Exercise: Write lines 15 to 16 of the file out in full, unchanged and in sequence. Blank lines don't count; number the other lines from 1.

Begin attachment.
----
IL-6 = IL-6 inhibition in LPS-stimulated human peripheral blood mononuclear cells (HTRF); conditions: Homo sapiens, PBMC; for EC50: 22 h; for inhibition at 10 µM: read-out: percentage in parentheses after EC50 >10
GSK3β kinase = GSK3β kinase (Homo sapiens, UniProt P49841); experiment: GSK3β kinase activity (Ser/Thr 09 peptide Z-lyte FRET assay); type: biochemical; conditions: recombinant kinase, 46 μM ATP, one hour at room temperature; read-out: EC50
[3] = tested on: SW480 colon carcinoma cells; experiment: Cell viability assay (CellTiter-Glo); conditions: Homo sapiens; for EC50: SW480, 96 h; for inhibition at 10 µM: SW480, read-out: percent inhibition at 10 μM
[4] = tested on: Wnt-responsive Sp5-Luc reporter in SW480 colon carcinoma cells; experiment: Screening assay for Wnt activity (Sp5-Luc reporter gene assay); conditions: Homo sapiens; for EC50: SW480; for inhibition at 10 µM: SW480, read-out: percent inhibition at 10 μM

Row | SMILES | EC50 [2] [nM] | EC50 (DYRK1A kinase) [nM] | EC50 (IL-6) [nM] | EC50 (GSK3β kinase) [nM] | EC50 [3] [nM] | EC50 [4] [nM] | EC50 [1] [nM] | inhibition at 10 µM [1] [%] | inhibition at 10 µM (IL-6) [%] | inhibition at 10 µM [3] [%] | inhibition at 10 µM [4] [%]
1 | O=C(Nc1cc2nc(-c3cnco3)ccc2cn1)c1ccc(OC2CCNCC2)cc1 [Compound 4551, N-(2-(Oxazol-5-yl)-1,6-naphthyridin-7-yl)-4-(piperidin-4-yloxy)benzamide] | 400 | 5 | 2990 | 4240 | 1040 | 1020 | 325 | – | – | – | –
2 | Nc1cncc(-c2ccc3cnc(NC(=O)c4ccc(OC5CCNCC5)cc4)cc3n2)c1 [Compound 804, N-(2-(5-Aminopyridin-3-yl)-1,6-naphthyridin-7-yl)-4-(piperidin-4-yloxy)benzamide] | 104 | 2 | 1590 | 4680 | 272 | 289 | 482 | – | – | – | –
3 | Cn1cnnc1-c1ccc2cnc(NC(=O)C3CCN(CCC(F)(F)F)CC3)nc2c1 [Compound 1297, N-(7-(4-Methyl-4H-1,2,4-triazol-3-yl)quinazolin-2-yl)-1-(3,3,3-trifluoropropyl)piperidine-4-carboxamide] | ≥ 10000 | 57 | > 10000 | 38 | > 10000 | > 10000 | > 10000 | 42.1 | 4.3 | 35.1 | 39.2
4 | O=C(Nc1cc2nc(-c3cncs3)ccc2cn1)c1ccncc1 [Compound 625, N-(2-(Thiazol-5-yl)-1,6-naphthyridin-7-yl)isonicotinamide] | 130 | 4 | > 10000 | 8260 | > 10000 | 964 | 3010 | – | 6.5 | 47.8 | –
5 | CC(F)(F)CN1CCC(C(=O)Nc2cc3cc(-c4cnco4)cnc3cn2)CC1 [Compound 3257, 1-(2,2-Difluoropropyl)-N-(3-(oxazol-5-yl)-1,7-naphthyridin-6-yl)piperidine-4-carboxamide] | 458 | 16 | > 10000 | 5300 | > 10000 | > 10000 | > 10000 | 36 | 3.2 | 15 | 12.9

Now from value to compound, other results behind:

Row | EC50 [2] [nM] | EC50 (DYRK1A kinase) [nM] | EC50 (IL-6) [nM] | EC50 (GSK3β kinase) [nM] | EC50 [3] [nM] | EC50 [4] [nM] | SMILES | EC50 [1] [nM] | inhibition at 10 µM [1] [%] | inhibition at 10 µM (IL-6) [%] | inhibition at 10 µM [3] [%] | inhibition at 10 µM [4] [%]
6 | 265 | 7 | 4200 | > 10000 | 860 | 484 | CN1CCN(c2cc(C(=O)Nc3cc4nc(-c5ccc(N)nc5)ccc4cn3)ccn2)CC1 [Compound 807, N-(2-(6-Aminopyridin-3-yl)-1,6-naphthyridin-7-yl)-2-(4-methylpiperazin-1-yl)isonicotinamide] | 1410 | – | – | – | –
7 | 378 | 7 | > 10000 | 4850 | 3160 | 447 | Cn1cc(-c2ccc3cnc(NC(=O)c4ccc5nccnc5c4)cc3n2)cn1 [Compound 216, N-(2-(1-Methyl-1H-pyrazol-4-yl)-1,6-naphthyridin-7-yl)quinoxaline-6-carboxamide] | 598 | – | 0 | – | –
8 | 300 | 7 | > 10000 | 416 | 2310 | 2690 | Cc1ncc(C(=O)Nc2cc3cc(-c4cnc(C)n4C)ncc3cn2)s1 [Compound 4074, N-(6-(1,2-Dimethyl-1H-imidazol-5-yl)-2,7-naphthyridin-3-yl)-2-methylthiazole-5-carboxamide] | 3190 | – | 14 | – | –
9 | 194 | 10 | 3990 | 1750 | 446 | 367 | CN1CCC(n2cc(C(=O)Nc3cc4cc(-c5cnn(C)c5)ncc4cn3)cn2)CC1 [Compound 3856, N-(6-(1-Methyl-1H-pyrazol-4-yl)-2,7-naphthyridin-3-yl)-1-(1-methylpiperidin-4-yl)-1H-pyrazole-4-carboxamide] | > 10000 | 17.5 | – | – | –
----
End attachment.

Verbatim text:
8 | 300 | 7 | > 10000 | 416 | 2310 | 2690 | Cc1ncc(C(=O)Nc2cc3cc(-c4cnc(C)n4C)ncc3cn2)s1 [Compound 4074, N-(6-(1,2-Dimethyl-1H-imidazol-5-yl)-2,7-naphthyridin-3-yl)-2-methylthiazole-5-carboxamide] | 3190 | – | 14 | – | –
9 | 194 | 10 | 3990 | 1750 | 446 | 367 | CN1CCC(n2cc(C(=O)Nc3cc4cc(-c5cnn(C)c5)ncc4cn3)cn2)CC1 [Compound 3856, N-(6-(1-Methyl-1H-pyrazol-4-yl)-2,7-naphthyridin-3-yl)-1-(1-methylpiperidin-4-yl)-1H-pyrazole-4-carboxamide] | > 10000 | 17.5 | – | – | –